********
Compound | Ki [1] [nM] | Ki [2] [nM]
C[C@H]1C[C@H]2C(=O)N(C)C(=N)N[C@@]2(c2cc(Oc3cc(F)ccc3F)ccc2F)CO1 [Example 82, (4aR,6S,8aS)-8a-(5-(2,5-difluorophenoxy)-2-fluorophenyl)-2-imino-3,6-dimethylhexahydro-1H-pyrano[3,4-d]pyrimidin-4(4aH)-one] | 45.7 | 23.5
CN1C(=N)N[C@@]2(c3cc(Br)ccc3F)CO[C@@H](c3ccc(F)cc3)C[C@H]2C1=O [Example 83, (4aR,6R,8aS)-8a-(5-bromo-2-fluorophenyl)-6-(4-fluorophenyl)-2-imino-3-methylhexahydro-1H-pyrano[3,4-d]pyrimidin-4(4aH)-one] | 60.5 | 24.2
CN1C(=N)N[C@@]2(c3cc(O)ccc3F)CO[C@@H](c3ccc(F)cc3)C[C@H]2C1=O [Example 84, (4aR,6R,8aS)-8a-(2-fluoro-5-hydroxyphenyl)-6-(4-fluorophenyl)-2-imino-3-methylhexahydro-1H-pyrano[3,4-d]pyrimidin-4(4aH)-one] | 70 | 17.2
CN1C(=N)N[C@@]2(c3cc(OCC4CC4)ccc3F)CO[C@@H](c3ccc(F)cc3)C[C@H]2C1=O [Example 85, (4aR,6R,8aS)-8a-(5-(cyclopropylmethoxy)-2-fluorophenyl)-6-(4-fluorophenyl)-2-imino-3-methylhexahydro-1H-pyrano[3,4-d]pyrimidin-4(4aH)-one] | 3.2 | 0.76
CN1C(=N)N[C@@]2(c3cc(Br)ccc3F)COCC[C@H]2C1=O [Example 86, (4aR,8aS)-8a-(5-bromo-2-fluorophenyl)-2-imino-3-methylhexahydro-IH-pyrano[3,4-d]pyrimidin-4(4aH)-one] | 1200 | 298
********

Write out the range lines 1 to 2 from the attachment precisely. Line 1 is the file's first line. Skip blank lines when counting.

Compound | Ki [1] [nM] | Ki [2] [nM]
C[C@H]1C[C@H]2C(=O)N(C)C(=N)N[C@@]2(c2cc(Oc3cc(F)ccc3F)ccc2F)CO1 [Example 82, (4aR,6S,8aS)-8a-(5-(2,5-difluorophenoxy)-2-fluorophenyl)-2-imino-3,6-dimethylhexahydro-1H-pyrano[3,4-d]pyrimidin-4(4aH)-one] | 45.7 | 23.5